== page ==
They asked if she was going to the city of Spokane’s St. Patrick’s Day parade the next day. The answer was a most definite “no.” I could see she was fading again.

One of her friends then asked if she had anything she wanted him to say to her officemates. She delivered her answer, sharp and sarcastic even until the end. She waved her hand slowly, back and forth a few times—“bye bye.”

Ellen drifted off again, but was still in pain—even with all the massive doses of medicine.pain  A nurse came in to check on things. I repeated the story about how her pain meds had run out earlier that morning, and stated that it simply couldn’t and wouldn’t happen again, Regan and I were going to be monitoring it and the minute a machine beeped, we’d be all over them.

I also asked about pushing her pain med pump for her every 20 minutes. Ellen would still moan in pain even when she appeared to be asleep. I asked: “What do you think?” She hesitated, and said she needed to check with the supervising nurse.

It was at that moment that I made a decision that I know was absolutely right. “You know what?” I said. “I don’t care what you say. I am pushing it every 20 minutes. I know Ellen would want that.”

Regan returned to the room shortly thereafter, and the night unfolded. We’d alerted our siblings, and several were on the way.

Eldest brother Tom arrived around 10:00 p.m. Regan and I debriefed him and passed the reins on for the night. She and I left at 11:15 p.m. to go to Ellen’s house to get some sleep.

We arrived home, and collapsed onto the couch with much-needed glasses of wine. After a bit, we grew concerned. No updates from Tom.

Regan texted him, and then called. It was 12:01 a.m. Tom answered immediately: “I think she’s gone. She’s not breathing.”

W.W.E.D. — “What would Ellen do?”

She’d hang on until her two younger sisters had reinforcements.

She’d wait until our eldest brother was there by her side.

She’d go out her way, on her terms.

(And she did.)

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“Don’t shake your head. Nod.”



It’s only been a week and a half since the sudden death of my sister, Ellen. 

Exactly two weeks ago, I was standing by her hospital bed. I had arrived the prior evening, racing across the I-90 from Seattle to Spokane after hearing the awful news. Acute renal failure. Stage 3 uterine cancer. Metastacized.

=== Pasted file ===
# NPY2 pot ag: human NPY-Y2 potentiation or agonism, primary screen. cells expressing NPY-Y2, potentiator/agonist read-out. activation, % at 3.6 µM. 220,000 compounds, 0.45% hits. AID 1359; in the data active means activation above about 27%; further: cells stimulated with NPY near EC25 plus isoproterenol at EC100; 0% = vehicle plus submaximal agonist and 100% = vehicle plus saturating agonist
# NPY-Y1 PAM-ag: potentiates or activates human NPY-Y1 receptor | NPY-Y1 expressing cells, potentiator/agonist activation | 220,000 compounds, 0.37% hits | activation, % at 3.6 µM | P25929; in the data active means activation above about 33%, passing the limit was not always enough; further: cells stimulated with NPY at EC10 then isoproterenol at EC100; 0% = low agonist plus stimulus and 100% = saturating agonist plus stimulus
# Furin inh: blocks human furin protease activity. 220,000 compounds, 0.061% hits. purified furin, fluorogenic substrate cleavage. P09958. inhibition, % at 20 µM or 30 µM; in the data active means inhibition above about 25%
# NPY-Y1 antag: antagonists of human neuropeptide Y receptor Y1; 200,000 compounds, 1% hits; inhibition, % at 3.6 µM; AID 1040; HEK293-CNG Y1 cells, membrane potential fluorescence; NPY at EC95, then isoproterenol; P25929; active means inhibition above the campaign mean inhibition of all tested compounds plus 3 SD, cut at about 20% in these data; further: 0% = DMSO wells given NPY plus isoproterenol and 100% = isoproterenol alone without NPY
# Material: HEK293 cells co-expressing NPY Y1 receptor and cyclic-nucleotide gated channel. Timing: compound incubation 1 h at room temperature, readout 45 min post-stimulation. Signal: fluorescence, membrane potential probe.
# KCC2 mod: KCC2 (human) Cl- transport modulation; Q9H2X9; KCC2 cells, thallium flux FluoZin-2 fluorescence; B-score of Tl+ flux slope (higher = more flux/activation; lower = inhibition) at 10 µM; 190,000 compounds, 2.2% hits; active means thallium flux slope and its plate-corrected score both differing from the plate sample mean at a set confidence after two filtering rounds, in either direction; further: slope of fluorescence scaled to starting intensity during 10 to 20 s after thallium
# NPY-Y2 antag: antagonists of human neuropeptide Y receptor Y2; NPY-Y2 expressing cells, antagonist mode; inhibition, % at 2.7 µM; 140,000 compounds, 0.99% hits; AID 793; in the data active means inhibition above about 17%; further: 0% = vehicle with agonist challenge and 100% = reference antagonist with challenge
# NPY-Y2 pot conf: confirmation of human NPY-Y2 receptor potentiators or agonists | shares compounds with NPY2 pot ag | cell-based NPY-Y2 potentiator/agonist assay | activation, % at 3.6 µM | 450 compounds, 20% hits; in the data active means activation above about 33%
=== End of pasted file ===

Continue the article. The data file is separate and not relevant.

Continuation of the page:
She’d been scheduled for a hysterectomy. She’d stayed home that prior week, private, proud, independent and always so strong, awaiting the arrival of our younger sister, Regan on Sunday, March 9. She was in terrible pain that continued to intensify as the week progressed, but apparently thought it was to be expected.

I’d texted her midway through the trip. “I will be arriving in a few hours. Can I visit?” No word until I neared the exit for downtown Spokane. My phone pinged. “Not tonight.”

The next morning, my younger sister and I headed to Sacred Heart Hospital. Ellen’s room was empty. We found her next-door, in the dialysis room.

I slowly approached her bed, unaware that I shaking my head at the sight of her. IV drips of various medications were circulating through her veins. She breathed through the mask of her CPAP machine.Her right hand was tightly clutching the device that administered potent pain meds on demand, every 20 minutes. . 

Her eyes revealed the unimaginble agony she’d endured. I think that was what I was shaking my head at most as I approached her. She stared intently at me, my always-in-control, take-charge sister. She was reading my face, the way she’d always done for the past 54 years. After a few moments, she spoke, softly: “Don’t shake your head. Nod.” It was quintessential Ellen humor. I obeyed her directive, per usual.

Regan then handed her the will. Ellen had asked her to bring it with us to the hospital. She held it up closely to her face and began scanning it carefully. I watched, silently.

Regan left to get an update from the doctors and nurses. Ellen stopped reading, and looked over at me anxiously. “Do you think ReRe can handle this?” (Ellen had chosen Regan way back in 2007 as the guardian for her teenaged daughter.) “Should I switch it to you?”

I assured her that she’d made the right choice; that our little sister was stronger than we knew. She had her amazing husband, and me—and our big family.

It was now her turn to nod. She returned her gaze to the will in her hands, and continued reading.